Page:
down in the cane break
Along the river bottoms and moister areas up hill you’ll find River Cane the only bamboo native to the Eastern United States. It was a very important plant to Native American populations used to build houses, weapons and as food for themselves and wildlife. After the arrival of Europeans it became progressively less important as development and newer technologies took over. Now it is found in isolated patches or cane breaks. I found this small break growing along the Oconee River.
late October and the Camellias ready to bloom
I’m working on refining my process and that’s what Botanical Garden 30… Camellia’s Promise is about. I rarely take the time to fully develop the drawing before starting to paint. In a lot of ways my spontaneity, vision and composition have begun to suffer. The more I feel and understand my subject and how to represent it visually the better, more spontaneous and direct the painting becomes.
It is much easier, once you become intimately familiar with your subject to work with color and value.
I exaggerated the value contrast during the painting but still remained true to the drawing and shapes. Working this way I become more aware of shape.
How I got there
Athens Georgia, Autumn, Canson XL series (140lb)paper, charcoal, color, drawing, expressive, Georgia, Georgia Native Plants, late Autumn, Native Plants, Piedmont, Piedmont Prairie, walk, walk in the N.Georgia woods, watercolor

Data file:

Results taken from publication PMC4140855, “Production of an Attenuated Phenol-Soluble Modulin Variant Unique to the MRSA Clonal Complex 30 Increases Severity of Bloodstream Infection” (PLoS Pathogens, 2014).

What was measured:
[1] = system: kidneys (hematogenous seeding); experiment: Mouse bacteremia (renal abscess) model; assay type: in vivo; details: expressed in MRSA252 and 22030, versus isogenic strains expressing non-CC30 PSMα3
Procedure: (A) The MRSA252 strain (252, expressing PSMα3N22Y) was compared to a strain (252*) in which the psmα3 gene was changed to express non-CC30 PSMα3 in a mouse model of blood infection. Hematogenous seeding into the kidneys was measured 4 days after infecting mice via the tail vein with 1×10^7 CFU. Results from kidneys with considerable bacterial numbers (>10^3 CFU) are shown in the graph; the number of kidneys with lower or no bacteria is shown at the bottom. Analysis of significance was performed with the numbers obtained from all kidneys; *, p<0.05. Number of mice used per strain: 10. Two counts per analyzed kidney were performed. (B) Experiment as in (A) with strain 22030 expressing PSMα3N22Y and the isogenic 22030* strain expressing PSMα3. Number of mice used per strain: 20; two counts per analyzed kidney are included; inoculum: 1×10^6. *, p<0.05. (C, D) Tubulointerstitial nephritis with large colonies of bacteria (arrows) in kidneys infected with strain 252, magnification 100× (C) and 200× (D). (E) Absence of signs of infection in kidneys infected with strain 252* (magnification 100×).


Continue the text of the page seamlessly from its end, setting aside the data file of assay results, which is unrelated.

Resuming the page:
Late Autumn Asters
One the last bloomers in to the fall is the Georgia Aster (Symphyotrichum georgianum).
A sun loving plant, Georgia aster was once widespread across southeastern meadows and prairies, but is rare today because of habitat destruction and wildfire suppression. As the natural succession from field to forest progresses in meadows where Georgia aster grows, it can compete well for resources until it begins to be shaded out by woody plants. Georgia aster is endemic to (i.e. occurs only in) a total of about 34 counties in Georgia, Alabama, and the Carolinas. Disjunct populations have been reported in Leon County, Florida and possibly in Louisiana. Georgia aster’s rarity rank in Georgia is S2, meaning it is imperiled because of rarity or because other factors demonstrably make it very vulnerable to extinction. Its legal status in Georgia is threatened, meaning that it is likely to become an endangered species within the foreseeable future. It is currently a candidate for federal legal status.
from the Georgia Native Plant Society’s page on the Georgia Aster